We like catalysts, so we pinpoint potential catalysts, without insisting on strict time horizons. We also analyze the industry business cycle and potential changes in the industry outlook and competitive landscape that drive value, and look for asset utilization improvements. 

The fourth and final step is determining an appropriate weighting for a new security based on how it fits into the portfolio. We utilize an optimization engine combined with our fundamental conviction to determine an appropriate portfolio weighting. This minimizes portfolio risk and ensures we do not take on any unintended bets in the portfolio. 

A key part of our philosophy is to ensure we drive alpha through portfolio security selection and avoid taking on excessive amounts of country, currency, style or factor risks. 

Q: How do you standardize the accounting statements of different countries?

We don’t try to convert everything over to one standard. Instead, we typically take each company at face value, making adjustments as needed depending on classification differences and accounting standards.

For example, in Hong Kong, real estate companies disclose fair market value of their real estate quarterly or semi-annually, when they report their earnings. Other jurisdictions do not make this fair value change. So, when comparing a real estate company on price-to-book value basis, we recognize that Hong Kong companies will trade at lower multiples compared to global peers and make adjustments as necessary to compare on an apples to apples basis.  

Q: Do you take a macro view in your strategy?

Macro is something we monitor; however, it doesn’t drive investment decision making. It comes in occasionally, from a risk management standpoint in more extreme scenarios, but primarily shows up in our bottom-up analysis—calculating our upside/downside scenarios and talking to management teams and understanding industry and company outlooks.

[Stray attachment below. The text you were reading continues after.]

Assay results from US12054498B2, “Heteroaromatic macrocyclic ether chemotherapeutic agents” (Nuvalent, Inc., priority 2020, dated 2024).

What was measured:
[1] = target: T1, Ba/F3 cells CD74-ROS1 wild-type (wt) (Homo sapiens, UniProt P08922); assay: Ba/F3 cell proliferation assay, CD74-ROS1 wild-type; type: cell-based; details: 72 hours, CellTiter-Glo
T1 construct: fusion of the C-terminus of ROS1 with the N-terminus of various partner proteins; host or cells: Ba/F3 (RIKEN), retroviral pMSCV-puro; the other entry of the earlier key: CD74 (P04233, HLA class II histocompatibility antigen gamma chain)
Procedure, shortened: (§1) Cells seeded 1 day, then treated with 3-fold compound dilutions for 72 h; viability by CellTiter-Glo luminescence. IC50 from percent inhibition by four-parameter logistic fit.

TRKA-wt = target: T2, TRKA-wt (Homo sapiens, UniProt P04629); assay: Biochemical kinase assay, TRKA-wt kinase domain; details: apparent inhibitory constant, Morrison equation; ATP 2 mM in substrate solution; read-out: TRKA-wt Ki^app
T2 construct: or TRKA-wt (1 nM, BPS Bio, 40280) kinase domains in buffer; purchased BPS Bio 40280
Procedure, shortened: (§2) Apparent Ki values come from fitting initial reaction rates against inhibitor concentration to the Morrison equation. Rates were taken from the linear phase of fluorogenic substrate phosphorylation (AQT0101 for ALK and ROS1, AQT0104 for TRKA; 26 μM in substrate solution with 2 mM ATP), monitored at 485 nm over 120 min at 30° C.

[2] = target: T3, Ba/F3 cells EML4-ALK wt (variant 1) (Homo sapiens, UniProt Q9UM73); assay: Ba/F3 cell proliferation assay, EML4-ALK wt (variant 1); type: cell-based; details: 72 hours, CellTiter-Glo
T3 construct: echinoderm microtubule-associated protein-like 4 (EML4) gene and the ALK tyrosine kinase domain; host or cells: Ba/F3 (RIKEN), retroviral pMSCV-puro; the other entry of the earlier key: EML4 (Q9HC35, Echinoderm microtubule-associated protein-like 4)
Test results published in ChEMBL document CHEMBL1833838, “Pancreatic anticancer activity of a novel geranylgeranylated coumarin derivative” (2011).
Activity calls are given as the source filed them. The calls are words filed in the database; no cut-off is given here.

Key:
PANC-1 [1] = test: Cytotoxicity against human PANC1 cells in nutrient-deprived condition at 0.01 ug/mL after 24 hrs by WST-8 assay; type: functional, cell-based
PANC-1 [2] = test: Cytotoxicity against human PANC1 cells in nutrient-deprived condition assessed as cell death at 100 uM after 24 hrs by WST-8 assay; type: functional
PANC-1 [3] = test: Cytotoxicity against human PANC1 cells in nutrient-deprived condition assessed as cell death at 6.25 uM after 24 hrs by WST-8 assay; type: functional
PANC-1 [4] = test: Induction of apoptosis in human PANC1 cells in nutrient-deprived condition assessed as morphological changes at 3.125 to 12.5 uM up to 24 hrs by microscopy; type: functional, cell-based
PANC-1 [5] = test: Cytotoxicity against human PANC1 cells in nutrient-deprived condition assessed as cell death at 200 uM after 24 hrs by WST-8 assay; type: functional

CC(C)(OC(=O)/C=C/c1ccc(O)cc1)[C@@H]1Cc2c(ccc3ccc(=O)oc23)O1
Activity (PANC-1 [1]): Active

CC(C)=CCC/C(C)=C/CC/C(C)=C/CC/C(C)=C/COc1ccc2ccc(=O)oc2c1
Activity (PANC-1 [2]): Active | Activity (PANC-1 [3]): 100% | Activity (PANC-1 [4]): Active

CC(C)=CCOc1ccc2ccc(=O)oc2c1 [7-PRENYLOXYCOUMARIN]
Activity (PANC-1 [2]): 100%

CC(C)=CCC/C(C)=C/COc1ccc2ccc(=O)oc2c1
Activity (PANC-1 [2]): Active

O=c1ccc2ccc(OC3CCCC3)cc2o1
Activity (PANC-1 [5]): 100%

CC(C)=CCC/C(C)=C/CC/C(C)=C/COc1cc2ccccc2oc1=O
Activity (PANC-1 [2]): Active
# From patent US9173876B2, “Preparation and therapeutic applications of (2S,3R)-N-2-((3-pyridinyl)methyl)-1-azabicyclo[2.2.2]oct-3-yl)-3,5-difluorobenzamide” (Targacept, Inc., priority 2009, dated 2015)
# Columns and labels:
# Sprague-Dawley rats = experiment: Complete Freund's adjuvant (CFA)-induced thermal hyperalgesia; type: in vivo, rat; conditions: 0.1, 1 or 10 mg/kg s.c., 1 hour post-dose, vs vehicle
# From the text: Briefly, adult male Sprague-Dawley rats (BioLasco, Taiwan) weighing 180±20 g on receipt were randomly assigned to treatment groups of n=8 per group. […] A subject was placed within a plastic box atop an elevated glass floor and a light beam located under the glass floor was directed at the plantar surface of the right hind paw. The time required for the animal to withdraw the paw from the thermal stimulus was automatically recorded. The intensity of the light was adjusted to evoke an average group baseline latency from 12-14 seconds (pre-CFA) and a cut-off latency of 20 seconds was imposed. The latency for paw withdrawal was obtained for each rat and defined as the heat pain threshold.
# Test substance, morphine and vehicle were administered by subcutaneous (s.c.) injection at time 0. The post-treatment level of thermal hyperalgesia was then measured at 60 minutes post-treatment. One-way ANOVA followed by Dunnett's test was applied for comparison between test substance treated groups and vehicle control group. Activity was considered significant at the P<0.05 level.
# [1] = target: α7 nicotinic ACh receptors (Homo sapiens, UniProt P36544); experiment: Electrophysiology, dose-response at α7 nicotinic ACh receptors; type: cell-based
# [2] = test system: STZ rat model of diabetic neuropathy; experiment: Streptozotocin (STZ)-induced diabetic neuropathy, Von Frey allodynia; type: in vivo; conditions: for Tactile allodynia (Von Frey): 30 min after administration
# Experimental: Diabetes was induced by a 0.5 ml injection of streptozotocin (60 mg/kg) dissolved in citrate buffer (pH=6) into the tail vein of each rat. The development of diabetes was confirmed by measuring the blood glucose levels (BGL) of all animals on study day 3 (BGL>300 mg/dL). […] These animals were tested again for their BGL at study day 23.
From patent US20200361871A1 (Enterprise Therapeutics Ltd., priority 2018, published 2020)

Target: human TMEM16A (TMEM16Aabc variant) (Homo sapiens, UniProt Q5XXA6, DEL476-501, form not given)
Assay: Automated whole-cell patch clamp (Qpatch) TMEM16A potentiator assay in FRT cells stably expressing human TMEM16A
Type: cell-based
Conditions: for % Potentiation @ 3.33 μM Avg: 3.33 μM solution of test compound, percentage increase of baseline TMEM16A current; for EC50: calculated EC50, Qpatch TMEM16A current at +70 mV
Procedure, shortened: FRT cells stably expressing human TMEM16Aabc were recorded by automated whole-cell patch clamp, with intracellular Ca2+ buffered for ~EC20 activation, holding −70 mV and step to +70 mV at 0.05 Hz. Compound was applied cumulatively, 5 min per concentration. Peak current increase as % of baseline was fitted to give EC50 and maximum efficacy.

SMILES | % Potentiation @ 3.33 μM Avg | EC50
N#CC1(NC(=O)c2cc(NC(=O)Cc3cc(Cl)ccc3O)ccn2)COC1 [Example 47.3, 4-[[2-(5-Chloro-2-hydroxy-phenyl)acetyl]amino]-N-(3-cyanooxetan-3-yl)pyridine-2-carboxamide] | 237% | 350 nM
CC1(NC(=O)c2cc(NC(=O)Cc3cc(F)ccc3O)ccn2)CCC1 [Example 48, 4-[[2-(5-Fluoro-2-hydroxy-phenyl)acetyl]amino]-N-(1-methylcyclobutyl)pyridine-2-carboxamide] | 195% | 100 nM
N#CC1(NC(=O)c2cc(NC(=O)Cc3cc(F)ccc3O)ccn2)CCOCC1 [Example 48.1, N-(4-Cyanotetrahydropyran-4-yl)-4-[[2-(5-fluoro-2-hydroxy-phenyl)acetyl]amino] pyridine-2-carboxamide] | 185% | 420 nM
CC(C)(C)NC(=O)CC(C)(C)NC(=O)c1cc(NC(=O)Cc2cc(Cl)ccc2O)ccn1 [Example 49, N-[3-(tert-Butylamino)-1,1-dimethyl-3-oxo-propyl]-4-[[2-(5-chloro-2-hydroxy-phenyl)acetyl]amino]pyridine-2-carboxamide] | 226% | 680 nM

Q: Can you provide an example of your research process?

One example would be Safestore Holdings plc, the largest self-storage provider in the UK. We found the stock through a screen, had extensive discussions with an industry expert, met the management team, and then proceeded with fundamental research. 

  • Inception: March 31, 2010
  • AUM: $17 million

It fit our downside protection and capital preservation criteria in several ways. First, in London, U.K. and Paris, France, the barriers to entry, to build new self-storage facilities, is extremely high due to land values, limited site availability, and extensive planning regulations when getting permission to build a new facility. Supply growth over the next few years is estimated to only be about 1%- 2% compound annual growth rate (CAGR), giving the businesses strong pricing power and entry barriers against new competitors.

About three-fourths of lead generation comes through websites on Internet. Most mom-and-pop stores can’t afford to invest in IT infrastructure and internet search engine marketing to compete with the two big players, Safestore and The Big Yellow Group plc. 

Also, the company has refinanced its balance sheet twice over the last three years, and brought down its loan-to-value ratio to 31%, with an interest coverage ratio of 5.5 times, which provides a lot of headroom to conduct accretive M&A opportunities and to consolidate the market. Additionally, the stock was trading at a discount versus its U.K., Europe, and U.S. peers, with a growing dividend yield of about 3.5%.  In doing our downside analysis, the stock looked attractive, and at the time of our investment, the stock was trading at only 15 times earnings.

Notably, Safestore maintains occupancy levels of about 72% and targets 85%. It has implemented sophisticated pricing models to increase occupancy, and in conjunction with the industry’s low supply growth, that should drive mid- to high-single-digit organic revenue growth over the next three or four years. As well, their underleveraged balance sheet should allow them to conduct M&A deals accretive to shareholders. 

In September, Safestore bought Stork Self Storage (Holdings) Limited, which added 12 stores to their portfolio. 

The U.S. self-storage market has been around for about 40 or 50 years, while the European and the U.K. markets lags several decades behind, with room for strong organic growth.

Q: Would you cite another example?